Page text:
Vegetables I: Asteraceae, Brassicaceae, Chenopodicaceae, and Cucurbitaceae

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Jaime Prohens-Tomás, Fernando Nuez
Springer Science & Business Media, Dec 6, 2007 - Science - 428 pages
The production and consumption of vegetables has expanded dramatically in the last years, with a global growth in the production of more than 50% in the last decade, a rate of increase that is much higher than for other plant commodities. Vegetables constitute an important part of a varied and healthy diet and provide significant amounts of vitamins, antioxidants and other substances that prevent diseases and contribute to an improvement in the quality of life. In consequence, it is expected that in the coming years, vegetable crops production will continue its expansion. Improved varieties have had a main role in the increases in yield and quality of vegetable crops. In this respect, the vegetables seed market is very dynamic and competitive, and predominant varieties are quickly replaced by new varieties. Therefore, updated information on the state of the art of the genetic improvement of specific crops is of interest to vegetable crops breeders, researchers and scholars. During the last years an immense quantity of new knowledge on the genetic diversity of vegetables and the utilization of genetic resources, breeding methods and techniques, and on the development and utilization of modern biotechnologies in vegetables crop breeding has accumulated, and there is a need of a major reference work that synthesizes this information. This is our objective.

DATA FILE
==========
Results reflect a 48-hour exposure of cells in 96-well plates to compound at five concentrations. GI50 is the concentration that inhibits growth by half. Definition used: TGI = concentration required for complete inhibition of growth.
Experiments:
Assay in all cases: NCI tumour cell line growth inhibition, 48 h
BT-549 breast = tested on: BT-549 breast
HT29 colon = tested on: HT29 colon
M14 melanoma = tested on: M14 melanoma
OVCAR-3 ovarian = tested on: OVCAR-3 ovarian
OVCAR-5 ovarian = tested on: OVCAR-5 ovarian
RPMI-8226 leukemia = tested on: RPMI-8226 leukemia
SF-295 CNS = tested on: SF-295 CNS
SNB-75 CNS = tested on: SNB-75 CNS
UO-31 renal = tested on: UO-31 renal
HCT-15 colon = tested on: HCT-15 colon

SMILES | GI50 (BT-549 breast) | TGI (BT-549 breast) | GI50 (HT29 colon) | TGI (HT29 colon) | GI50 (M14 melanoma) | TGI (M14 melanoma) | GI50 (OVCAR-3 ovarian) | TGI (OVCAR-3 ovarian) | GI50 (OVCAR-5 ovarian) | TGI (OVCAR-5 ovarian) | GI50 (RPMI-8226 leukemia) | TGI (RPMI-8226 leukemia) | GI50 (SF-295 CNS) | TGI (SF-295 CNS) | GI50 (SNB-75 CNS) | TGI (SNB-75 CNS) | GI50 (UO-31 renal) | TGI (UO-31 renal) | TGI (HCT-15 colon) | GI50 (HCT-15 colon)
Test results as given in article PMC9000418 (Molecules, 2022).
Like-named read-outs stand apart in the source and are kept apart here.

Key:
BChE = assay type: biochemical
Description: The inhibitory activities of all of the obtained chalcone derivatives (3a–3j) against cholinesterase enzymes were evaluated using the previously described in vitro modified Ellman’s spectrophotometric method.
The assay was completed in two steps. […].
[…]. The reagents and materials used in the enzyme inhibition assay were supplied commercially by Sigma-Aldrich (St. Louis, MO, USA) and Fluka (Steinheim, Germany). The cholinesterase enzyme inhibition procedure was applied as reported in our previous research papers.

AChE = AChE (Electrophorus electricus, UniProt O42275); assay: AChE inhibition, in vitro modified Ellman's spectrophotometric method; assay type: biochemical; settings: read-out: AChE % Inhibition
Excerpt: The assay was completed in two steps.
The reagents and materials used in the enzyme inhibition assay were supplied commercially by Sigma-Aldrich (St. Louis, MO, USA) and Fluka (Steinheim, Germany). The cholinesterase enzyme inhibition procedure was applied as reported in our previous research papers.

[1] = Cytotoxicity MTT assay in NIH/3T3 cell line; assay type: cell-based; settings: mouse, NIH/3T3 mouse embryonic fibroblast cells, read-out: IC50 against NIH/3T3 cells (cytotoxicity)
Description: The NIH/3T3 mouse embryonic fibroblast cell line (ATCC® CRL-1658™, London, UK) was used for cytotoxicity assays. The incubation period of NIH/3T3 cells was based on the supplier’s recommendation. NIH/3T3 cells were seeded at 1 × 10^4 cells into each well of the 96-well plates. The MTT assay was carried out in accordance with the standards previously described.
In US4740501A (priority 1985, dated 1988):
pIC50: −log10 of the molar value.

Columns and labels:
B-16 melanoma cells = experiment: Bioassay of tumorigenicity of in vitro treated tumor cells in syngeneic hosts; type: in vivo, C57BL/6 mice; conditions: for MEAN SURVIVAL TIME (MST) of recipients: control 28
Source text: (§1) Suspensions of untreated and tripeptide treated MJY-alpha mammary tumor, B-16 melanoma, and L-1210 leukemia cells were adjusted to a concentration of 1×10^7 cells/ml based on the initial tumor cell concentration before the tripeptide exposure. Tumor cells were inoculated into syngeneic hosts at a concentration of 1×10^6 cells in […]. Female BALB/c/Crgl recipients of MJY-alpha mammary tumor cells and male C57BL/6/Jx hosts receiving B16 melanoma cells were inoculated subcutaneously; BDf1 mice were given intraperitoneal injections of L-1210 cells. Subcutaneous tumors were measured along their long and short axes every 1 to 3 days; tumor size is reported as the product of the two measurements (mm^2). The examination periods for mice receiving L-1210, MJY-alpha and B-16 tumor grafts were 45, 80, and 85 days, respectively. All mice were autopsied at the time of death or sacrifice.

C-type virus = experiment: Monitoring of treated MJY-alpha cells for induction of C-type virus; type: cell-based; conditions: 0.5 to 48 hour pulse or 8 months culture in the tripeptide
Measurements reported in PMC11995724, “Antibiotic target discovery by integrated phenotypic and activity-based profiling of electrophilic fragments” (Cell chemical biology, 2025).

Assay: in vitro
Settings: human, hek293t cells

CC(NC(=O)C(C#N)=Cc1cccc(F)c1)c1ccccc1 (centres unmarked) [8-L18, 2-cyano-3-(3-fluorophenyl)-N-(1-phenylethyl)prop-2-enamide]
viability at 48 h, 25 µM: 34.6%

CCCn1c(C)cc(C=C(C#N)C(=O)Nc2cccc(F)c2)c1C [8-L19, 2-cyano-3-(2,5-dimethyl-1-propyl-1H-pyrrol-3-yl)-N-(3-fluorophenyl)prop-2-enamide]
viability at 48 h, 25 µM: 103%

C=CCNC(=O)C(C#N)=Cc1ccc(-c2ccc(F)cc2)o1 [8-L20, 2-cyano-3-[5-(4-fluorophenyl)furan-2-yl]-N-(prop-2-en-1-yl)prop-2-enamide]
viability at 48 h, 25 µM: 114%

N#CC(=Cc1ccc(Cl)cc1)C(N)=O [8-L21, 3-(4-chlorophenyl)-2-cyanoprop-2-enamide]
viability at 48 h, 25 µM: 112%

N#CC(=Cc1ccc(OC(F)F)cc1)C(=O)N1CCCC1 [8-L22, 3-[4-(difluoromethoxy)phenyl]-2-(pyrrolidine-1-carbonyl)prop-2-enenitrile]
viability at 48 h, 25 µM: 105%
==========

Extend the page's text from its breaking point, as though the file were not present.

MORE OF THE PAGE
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Contents

Chicory and Endive
3
Globe Artichoke and Cardoon
49
Lettuce
75
Cabbage and Kale
119
Cauliflower and Broccoli 151
150
Spinach
189
Table Beet
219
Cucumber 241
240
Melon
283
Pumpkin and Winter Squash
317
Summer Squash
350
Watermelon
381
Index
419
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